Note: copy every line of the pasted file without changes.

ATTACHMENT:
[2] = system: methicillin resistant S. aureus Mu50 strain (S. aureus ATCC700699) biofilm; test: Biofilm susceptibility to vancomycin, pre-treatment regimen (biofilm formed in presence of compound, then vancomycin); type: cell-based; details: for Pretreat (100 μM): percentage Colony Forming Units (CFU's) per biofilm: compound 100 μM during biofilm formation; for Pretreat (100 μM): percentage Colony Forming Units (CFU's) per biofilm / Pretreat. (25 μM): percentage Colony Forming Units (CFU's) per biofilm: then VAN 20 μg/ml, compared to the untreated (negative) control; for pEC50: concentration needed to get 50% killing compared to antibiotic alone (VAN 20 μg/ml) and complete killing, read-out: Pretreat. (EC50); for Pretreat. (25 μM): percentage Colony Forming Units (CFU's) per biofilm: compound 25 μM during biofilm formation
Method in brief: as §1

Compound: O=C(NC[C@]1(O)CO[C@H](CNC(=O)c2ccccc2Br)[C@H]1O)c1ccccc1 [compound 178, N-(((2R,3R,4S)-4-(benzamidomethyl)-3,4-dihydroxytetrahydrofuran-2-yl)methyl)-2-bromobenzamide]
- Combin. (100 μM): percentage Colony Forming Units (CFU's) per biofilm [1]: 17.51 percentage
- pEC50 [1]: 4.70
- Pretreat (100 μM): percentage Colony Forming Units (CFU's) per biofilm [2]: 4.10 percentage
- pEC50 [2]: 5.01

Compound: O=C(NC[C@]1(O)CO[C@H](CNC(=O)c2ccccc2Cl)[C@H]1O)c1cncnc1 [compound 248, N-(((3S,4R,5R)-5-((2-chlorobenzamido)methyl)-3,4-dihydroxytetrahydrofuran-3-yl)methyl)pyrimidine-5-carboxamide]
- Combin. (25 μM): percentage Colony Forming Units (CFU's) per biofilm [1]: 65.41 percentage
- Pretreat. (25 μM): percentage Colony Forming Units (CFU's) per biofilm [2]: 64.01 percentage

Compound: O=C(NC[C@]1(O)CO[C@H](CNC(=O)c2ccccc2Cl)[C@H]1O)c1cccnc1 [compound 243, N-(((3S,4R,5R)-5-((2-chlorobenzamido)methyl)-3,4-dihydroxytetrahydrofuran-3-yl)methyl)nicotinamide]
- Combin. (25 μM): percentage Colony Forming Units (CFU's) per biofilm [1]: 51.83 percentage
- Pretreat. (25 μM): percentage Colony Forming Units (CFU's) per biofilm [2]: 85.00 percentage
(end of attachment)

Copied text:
[2] = system: methicillin resistant S. aureus Mu50 strain (S. aureus ATCC700699) biofilm; test: Biofilm susceptibility to vancomycin, pre-treatment regimen (biofilm formed in presence of compound, then vancomycin); type: cell-based; details: for Pretreat (100 μM): percentage Colony Forming Units (CFU's) per biofilm: compound 100 μM during biofilm formation; for Pretreat (100 μM): percentage Colony Forming Units (CFU's) per biofilm / Pretreat. (25 μM): percentage Colony Forming Units (CFU's) per biofilm: then VAN 20 μg/ml, compared to the untreated (negative) control; for pEC50: concentration needed to get 50% killing compared to antibiotic alone (VAN 20 μg/ml) and complete killing, read-out: Pretreat. (EC50); for Pretreat. (25 μM): percentage Colony Forming Units (CFU's) per biofilm: compound 25 μM during biofilm formation
Method in brief: as §1

Compound: O=C(NC[C@]1(O)CO[C@H](CNC(=O)c2ccccc2Br)[C@H]1O)c1ccccc1 [compound 178, N-(((2R,3R,4S)-4-(benzamidomethyl)-3,4-dihydroxytetrahydrofuran-2-yl)methyl)-2-bromobenzamide]
- Combin. (100 μM): percentage Colony Forming Units (CFU's) per biofilm [1]: 17.51 percentage
- pEC50 [1]: 4.70
- Pretreat (100 μM): percentage Colony Forming Units (CFU's) per biofilm [2]: 4.10 percentage
- pEC50 [2]: 5.01

Compound: O=C(NC[C@]1(O)CO[C@H](CNC(=O)c2ccccc2Cl)[C@H]1O)c1cncnc1 [compound 248, N-(((3S,4R,5R)-5-((2-chlorobenzamido)methyl)-3,4-dihydroxytetrahydrofuran-3-yl)methyl)pyrimidine-5-carboxamide]
- Combin. (25 μM): percentage Colony Forming Units (CFU's) per biofilm [1]: 65.41 percentage
- Pretreat. (25 μM): percentage Colony Forming Units (CFU's) per biofilm [2]: 64.01 percentage

Compound: O=C(NC[C@]1(O)CO[C@H](CNC(=O)c2ccccc2Cl)[C@H]1O)c1cccnc1 [compound 243, N-(((3S,4R,5R)-5-((2-chlorobenzamido)methyl)-3,4-dihydroxytetrahydrofuran-3-yl)methyl)nicotinamide]
- Combin. (25 μM): percentage Colony Forming Units (CFU's) per biofilm [1]: 51.83 percentage
- Pretreat. (25 μM): percentage Colony Forming Units (CFU's) per biofilm [2]: 85.00 percentage